A vasectomy is usually performed in our office or in our surgery center on an outpatient basis. Since you will receive a local anesthetic and most likely some medication to help you relax, we will require that you arrange to have someone drive you home afterward. You may also be asked to bring an athletic supporter with you.

How long does it take?

Figure 2 Incision site for vasectomyA vasectomy only takes about 15-30 minutes. First, a local anesthetic will be applied to your scrotal area. You may also be given a mild sedative to help you relax. Then either one or two small incisions (cuts) are made in the scrotum (Figure 2). These incisions are so small that stitches may not be needed. If stitches are used, they will dissolve by themselves.

Location of the sperm duct and its appearance afterAfter making the incisions, the doctor will cut the sperm ducts, removing about one-half inch to one inch of each duct. This is done to reduce the possibility of the sperm ducts rejoining (Figure 3).

How will I feel after the procedure?

The most common side effects of vasectomy are minor bleeding (enough to stain the bandage), some discomfort, and mild swelling in the area of the incision.  These are not unusual and should stop within 72 hours.  Occasionally, the skin of the scrotum and base of the penis turn black and blue. This lasts only a few days, and will disappear without treatment.

The most commonly reported complication is mild discomfort in the testicles that usually improves with medication, warm soaks, and by elevating the scrotum. Infrequently, a patient may experience pain around the testicles up to 20 years after the vasectomy. This is a harmless reaction and usually responds to heat and medication.

Very rarely, a small blood vessel may enter the scrotum and form a clot. A small clot will probably dissolve after time, but a large one can be painful and usually requires reopening of the scrotum for drainage. This procedure will require hospitalization and usually a general anesthetic.

Will I miss any days at work?

Most men return to work after 2 days. Some men choose to recuperate over a weekend so they don’t miss any work. Your doctor will tell you to avoid strenuous exercise or heavy lifting for the first 3 days after your vasectomy.

Is the procedure always successful?

Semen is sperm-free in almost all men following a vasectomy. Of every 1000 men who have a vasectomy, less than 2 continue to have sperm in their semen. It is very rare for the sperm ducts not to seal completely. In the event that they do not, you may need a second vasectomy.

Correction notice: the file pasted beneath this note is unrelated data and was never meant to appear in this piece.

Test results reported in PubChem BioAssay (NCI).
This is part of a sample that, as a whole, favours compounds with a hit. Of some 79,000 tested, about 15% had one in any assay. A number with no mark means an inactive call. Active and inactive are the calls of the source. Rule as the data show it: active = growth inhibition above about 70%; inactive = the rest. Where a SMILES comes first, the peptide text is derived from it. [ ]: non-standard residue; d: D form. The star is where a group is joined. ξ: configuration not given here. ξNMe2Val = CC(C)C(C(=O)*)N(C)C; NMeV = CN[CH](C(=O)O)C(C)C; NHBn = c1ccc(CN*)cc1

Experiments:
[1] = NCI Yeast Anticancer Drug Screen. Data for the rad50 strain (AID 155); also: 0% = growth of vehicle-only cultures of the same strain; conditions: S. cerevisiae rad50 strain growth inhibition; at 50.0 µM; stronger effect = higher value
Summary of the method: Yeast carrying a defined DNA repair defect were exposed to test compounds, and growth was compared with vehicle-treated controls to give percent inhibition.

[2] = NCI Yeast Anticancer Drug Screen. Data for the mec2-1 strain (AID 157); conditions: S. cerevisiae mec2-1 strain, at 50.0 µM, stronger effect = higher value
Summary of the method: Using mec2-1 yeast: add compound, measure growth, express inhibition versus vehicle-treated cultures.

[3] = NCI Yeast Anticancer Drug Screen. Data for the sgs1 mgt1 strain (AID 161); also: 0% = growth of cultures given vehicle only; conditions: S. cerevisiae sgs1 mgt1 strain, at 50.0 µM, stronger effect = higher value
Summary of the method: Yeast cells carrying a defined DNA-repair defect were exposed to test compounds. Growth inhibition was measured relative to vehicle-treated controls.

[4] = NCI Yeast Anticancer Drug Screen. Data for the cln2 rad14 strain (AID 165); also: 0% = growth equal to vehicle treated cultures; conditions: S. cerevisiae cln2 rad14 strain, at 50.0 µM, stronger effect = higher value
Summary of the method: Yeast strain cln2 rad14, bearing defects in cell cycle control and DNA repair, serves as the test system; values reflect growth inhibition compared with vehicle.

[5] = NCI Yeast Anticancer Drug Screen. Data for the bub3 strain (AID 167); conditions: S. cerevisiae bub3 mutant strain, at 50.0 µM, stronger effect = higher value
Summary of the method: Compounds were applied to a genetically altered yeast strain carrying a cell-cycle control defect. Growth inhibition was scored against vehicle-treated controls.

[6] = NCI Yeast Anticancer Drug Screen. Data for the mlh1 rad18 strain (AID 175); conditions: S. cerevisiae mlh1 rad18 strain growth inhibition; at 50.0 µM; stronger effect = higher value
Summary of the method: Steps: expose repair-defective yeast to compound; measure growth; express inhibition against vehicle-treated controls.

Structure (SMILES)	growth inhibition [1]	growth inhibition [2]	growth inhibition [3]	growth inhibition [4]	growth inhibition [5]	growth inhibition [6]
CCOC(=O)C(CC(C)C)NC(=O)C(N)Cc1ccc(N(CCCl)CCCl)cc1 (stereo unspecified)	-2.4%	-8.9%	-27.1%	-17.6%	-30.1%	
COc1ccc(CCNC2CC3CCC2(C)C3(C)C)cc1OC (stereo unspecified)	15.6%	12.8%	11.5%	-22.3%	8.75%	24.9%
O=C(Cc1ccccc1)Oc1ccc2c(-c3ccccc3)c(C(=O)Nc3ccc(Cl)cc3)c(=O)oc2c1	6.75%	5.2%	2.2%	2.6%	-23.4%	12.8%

When will I be able to return to sexual activity?

You should postpone sexual activity for 72 hours. Because sperm can survive for 6 months or more, you will be asked to bring two specimens of ejaculate for examination under a microscope to your follow-up visit. Unprotected intercourse should not take place until sterility is assured, so continue to use some form of birth control. We suggest a minimum of 3 to 4 months with a minimum of 20 ejaculations before the first semen analysis six-weeks following your procedure. We also recommend that a second analysis eight-weeks following your procedure to indicate the absence of sperm before you resume unprotected intercourse.

Will masculinity be affected?

No. Vasectomy is not the same thing as castration, and sterility does not mean impotence. The hormones that affect masculinity (eg, growth of facial hair, having a
deep voice, sex drive) are still made in the testicles after a vasectomy. These hormones will continue to flow throughout the body in the bloodstream.

Vasectomy Reversal-What if I change my mind?

A vasectomy should be considered to be a permanent procedure. It is not for men who plan to have children in the future. However, with the death of a child or spouse, or in the case of divorce, it may be possible to reverse this procedure. However, the reversal may fail due to persistent blockages in the sperm ducts.
We do perform vasectomy reversals in our surgical facility.  If interested in a microscopic vasectomy reversal, Dr. McHugh is one of the most experienced reversal urologists in Georgia. Call Kathy Burton at 770-535-0001 ext 113 or Kathy.burton@ngurology.com to schedule your free reversal consultation and visit Dr. McHugh’s reversal website Gavasectomyreversal.com

warning vasectomy